Liberty university ban interracial dating


The moral doctrine of human rights aims at identifying the fundamental prerequisites for each human being leading a minimally good life. Human rights aim to identify both the necessary negative and positive prerequisites for leading a minimally good life, such as rights against torture and rights to health care. This aspiration has been enshrined in various declarations and legal conventions issued during the past fifty years, initiated by the Universal Declaration of Human Rights (1948) and perpetuated by, most importantly, the European Convention on Human Rights (1954) and the International Covenant of Civil and Political Rights (1966). Together these three documents form the centrepiece of a moral doctrine that many consider to be capable of providing the contemporary geo-political order with what amounts to an international bill of rights. However, the doctrine of human rights does not aim to be a fully comprehensive moral doctrine. An appeal to human rights does not provide us with a fully comprehensive account of morality per se. Human rights do not, for example, provide us with criteria for answering such questions as whether telling lies is inherently immoral, or what the extent of one's moral obligations to friends and lovers ought to be? What human rights do primarily aim to identify is the basis for determining the shape, content, and scope of fundamental, public moral norms. As James Nickel states, human rights aim to secure for individuals the necessary conditions for leading a minimally good life. Public authorities, both national and international, are identified as typically best placed to secure these conditions and so, the doctrine of human rights has become, for many, a first port of moral call for determining the basic moral guarantees all of us have a right to expect, both of one another but also, primarily, of those national and international institutions capable of directly affecting our most important interests. The doctrine of human rights aspires to provide the contemporary, allegedly post-ideological, geo-political order with a common framework for determining the basic economic, political, and social conditions required for all individuals to lead a minimally good life. While the practical efficacy of promoting and protecting human rights is significantly aided by individual nation-states' legally recognising the doctrine, the ultimate validity of human rights is characteristically thought of as not conditional upon such recognition. The moral justification of human rights is thought to precede considerations of strict national sovereignty. An underlying aspiration of the doctrine of human rights is to provide a set of legitimate criteria to which all nation-states should adhere. Appeals to national sovereignty should not provide a legitimate means for nation-states to permanently opt out of their fundamental human rights-based commitments. Thus, the doctrine of human rights is ideally placed to provide individuals with a powerful means for morally auditing the legitimacy of those contemporary national and international forms of political and economic authority which confront us and which claim jurisdiction over us. This is no small measure of the contemporary moral and political significance of the doctrine of human rights. For many of its most strident supporters, the doctrine of human rights aims to provide a fundamentally legitimate moral basis for regulating the contemporary geo-political order.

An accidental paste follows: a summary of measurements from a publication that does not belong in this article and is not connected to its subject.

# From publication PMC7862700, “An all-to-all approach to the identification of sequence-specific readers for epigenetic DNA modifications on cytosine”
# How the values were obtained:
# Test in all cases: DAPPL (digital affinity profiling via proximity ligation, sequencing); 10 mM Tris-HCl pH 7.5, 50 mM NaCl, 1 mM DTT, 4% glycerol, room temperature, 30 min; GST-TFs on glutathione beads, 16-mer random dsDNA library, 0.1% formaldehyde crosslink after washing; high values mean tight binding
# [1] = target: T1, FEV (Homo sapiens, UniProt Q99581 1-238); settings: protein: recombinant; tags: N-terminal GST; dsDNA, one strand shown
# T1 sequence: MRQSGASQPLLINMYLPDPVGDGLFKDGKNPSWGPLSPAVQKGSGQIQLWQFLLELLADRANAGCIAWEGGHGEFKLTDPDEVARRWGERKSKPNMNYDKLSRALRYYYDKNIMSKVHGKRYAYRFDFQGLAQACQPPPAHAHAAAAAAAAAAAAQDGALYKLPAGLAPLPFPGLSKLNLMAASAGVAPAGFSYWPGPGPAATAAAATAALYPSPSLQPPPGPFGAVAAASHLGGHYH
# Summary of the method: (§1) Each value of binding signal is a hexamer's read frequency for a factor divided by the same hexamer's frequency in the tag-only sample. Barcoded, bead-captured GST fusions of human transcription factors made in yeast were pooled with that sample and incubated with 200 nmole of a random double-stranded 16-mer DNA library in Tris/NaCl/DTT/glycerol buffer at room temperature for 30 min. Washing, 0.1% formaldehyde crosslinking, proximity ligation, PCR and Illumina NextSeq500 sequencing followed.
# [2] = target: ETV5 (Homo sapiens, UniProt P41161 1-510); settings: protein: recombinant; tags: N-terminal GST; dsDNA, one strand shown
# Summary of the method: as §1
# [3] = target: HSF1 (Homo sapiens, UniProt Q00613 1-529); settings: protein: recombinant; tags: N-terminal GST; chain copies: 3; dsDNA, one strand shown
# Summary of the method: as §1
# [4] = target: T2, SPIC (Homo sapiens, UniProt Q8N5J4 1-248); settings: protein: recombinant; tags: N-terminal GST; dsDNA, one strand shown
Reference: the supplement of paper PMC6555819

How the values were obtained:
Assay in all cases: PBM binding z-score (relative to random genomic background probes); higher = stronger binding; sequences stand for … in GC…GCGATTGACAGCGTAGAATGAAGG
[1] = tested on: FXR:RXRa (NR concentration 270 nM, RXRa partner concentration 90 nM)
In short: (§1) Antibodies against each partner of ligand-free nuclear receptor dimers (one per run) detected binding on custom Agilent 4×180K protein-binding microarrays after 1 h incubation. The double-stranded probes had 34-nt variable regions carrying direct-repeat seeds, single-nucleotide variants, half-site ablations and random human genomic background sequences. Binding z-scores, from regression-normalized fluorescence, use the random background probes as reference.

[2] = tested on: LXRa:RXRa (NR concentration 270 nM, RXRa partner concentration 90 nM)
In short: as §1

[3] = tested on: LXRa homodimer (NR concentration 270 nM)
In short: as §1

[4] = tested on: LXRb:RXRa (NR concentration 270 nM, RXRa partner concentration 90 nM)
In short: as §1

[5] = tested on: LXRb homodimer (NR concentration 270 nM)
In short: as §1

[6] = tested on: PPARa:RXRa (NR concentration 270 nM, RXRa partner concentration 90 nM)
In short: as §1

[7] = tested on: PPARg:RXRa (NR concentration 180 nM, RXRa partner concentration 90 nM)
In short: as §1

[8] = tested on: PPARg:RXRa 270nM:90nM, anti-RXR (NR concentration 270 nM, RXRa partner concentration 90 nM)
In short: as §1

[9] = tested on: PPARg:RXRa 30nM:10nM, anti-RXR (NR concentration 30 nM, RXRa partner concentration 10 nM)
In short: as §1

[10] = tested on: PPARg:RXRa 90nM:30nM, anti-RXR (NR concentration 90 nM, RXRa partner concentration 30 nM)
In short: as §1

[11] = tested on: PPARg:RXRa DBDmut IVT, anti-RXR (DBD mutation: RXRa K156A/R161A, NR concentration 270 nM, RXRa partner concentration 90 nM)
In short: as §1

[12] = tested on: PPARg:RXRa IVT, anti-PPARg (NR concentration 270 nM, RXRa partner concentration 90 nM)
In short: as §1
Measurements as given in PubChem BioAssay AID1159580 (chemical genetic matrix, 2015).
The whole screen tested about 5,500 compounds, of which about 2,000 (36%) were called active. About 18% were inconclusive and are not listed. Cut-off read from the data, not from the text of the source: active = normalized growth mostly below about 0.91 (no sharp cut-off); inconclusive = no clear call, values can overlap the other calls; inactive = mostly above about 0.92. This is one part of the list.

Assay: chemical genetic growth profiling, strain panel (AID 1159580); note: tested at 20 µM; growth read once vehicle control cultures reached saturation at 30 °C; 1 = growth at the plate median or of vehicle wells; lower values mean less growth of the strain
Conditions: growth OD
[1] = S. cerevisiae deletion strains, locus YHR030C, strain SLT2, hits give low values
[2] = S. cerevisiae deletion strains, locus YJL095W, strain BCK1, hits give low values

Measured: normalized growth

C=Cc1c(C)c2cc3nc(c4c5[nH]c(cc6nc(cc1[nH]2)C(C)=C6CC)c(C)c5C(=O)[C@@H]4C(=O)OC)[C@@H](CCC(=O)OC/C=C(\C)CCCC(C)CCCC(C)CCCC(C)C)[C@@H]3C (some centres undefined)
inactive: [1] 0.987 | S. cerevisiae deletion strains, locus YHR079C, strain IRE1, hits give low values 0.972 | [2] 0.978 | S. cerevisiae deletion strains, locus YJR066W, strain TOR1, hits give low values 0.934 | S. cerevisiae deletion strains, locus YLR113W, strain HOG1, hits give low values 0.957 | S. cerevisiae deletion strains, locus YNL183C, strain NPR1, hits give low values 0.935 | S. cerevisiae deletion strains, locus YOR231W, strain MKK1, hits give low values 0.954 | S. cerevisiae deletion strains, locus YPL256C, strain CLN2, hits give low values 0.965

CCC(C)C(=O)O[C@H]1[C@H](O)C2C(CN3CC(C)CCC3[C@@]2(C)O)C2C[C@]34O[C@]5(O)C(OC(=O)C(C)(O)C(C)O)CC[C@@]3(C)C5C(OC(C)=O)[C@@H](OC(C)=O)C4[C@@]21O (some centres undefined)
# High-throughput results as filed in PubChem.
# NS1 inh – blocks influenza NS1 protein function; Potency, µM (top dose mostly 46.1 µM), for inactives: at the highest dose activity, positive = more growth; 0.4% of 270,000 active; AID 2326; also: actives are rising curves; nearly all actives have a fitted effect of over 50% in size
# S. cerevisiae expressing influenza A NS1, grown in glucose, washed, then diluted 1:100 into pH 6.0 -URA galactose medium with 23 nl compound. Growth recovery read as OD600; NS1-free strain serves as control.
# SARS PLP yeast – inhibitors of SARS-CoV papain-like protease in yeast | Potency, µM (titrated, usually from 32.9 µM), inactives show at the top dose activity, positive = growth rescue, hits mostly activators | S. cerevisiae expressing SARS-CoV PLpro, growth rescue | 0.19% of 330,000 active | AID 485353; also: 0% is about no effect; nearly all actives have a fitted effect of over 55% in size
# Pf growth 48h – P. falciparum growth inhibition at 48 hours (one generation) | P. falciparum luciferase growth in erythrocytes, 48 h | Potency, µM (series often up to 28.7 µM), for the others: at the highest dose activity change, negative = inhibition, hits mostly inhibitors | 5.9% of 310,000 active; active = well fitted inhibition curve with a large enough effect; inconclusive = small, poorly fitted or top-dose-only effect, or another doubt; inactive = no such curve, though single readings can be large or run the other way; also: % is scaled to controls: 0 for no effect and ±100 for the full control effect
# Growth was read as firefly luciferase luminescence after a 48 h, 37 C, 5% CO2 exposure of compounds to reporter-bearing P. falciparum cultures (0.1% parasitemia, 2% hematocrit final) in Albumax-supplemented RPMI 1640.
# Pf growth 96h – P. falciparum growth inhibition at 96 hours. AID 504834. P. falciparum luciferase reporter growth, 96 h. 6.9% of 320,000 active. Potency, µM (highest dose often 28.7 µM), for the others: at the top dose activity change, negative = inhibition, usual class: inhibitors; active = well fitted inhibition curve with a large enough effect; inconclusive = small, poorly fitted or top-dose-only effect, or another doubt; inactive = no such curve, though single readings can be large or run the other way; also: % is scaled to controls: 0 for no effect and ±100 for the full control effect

Philosophers from earliest times have considered the question of liberty. Roman Emperor Marcus Aurelius (121–180 AD) wrote of "a polity in which there is the same law for all, a polity administered with regard to equal rights and equal freedom of speech, and the idea of a kingly government which respects most of all the freedom of the governed." [5] According to Thomas Hobbes (1588–1679), "a free man is he that in those things which by his strength and wit he is able to do is not hindered to do what he hath the will to do" ( Leviathan , Part 2, Ch. XXI).


Liberty university ban interracial dating

Liberty university ban interracial dating



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